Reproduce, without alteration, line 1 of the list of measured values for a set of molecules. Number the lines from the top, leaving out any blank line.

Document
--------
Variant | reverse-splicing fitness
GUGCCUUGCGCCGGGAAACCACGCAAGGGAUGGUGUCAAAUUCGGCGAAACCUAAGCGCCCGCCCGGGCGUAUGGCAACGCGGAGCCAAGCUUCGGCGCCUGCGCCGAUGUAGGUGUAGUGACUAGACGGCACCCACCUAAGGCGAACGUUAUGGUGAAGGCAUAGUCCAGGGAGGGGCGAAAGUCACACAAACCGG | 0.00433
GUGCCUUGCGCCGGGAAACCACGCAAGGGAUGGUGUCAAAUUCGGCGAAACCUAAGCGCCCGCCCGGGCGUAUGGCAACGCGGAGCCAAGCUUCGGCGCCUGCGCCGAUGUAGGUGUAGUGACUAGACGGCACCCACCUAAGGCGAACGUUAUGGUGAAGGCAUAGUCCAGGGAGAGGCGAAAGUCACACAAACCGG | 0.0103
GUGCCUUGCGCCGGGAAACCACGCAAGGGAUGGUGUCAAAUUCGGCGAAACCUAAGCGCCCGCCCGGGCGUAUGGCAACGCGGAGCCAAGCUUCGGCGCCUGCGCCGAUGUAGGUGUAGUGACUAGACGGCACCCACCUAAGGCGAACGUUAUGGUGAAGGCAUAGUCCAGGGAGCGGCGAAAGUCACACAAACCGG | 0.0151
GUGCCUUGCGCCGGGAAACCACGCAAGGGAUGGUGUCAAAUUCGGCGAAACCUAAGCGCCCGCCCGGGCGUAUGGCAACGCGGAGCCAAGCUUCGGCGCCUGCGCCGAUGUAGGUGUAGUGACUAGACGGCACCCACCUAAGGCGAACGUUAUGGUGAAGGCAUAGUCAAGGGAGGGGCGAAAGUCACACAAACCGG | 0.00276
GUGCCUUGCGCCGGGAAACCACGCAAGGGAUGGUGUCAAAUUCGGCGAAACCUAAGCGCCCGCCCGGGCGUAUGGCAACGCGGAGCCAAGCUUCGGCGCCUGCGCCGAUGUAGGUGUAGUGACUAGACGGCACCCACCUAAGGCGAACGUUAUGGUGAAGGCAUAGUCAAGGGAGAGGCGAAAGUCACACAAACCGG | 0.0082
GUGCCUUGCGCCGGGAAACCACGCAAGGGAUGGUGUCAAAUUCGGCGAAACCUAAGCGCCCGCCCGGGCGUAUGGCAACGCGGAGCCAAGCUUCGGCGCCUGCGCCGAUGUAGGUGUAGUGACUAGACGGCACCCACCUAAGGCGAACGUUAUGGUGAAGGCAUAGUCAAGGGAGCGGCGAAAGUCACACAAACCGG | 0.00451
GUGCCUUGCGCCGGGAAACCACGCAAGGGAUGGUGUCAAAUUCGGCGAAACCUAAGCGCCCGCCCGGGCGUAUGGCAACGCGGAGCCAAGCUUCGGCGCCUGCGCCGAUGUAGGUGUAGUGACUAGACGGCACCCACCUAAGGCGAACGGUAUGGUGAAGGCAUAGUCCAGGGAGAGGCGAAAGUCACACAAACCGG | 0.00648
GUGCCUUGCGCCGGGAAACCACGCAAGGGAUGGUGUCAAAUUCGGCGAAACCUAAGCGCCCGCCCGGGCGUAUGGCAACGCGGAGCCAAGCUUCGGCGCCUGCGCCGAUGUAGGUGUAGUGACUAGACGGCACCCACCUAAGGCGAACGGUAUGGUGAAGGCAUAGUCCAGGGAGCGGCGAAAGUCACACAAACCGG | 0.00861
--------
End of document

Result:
Variant | reverse-splicing fitness